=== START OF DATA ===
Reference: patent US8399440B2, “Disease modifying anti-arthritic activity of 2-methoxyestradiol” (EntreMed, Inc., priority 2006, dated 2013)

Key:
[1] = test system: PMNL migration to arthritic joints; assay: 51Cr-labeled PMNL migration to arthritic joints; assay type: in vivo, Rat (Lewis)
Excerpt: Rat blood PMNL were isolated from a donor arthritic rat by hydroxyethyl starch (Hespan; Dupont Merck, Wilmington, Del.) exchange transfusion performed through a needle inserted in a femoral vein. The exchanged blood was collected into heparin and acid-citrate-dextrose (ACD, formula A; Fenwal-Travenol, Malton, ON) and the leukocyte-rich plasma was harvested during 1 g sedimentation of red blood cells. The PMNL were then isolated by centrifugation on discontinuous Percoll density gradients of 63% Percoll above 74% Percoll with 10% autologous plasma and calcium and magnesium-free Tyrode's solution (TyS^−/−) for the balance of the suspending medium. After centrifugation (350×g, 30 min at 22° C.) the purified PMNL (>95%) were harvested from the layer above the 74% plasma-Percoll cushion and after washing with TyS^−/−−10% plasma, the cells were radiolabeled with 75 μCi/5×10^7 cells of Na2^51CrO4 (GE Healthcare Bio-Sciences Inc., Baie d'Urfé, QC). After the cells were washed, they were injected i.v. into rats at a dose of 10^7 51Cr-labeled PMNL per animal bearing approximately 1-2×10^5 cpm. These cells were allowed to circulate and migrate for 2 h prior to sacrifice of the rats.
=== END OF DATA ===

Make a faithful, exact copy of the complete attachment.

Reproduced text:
Reference: patent US8399440B2, “Disease modifying anti-arthritic activity of 2-methoxyestradiol” (EntreMed, Inc., priority 2006, dated 2013)

Key:
[1] = test system: PMNL migration to arthritic joints; assay: 51Cr-labeled PMNL migration to arthritic joints; assay type: in vivo, Rat (Lewis)
Excerpt: Rat blood PMNL were isolated from a donor arthritic rat by hydroxyethyl starch (Hespan; Dupont Merck, Wilmington, Del.) exchange transfusion performed through a needle inserted in a femoral vein. The exchanged blood was collected into heparin and acid-citrate-dextrose (ACD, formula A; Fenwal-Travenol, Malton, ON) and the leukocyte-rich plasma was harvested during 1 g sedimentation of red blood cells. The PMNL were then isolated by centrifugation on discontinuous Percoll density gradients of 63% Percoll above 74% Percoll with 10% autologous plasma and calcium and magnesium-free Tyrode's solution (TyS^−/−) for the balance of the suspending medium. After centrifugation (350×g, 30 min at 22° C.) the purified PMNL (>95%) were harvested from the layer above the 74% plasma-Percoll cushion and after washing with TyS^−/−−10% plasma, the cells were radiolabeled with 75 μCi/5×10^7 cells of Na2^51CrO4 (GE Healthcare Bio-Sciences Inc., Baie d'Urfé, QC). After the cells were washed, they were injected i.v. into rats at a dose of 10^7 51Cr-labeled PMNL per animal bearing approximately 1-2×10^5 cpm. These cells were allowed to circulate and migrate for 2 h prior to sacrifice of the rats.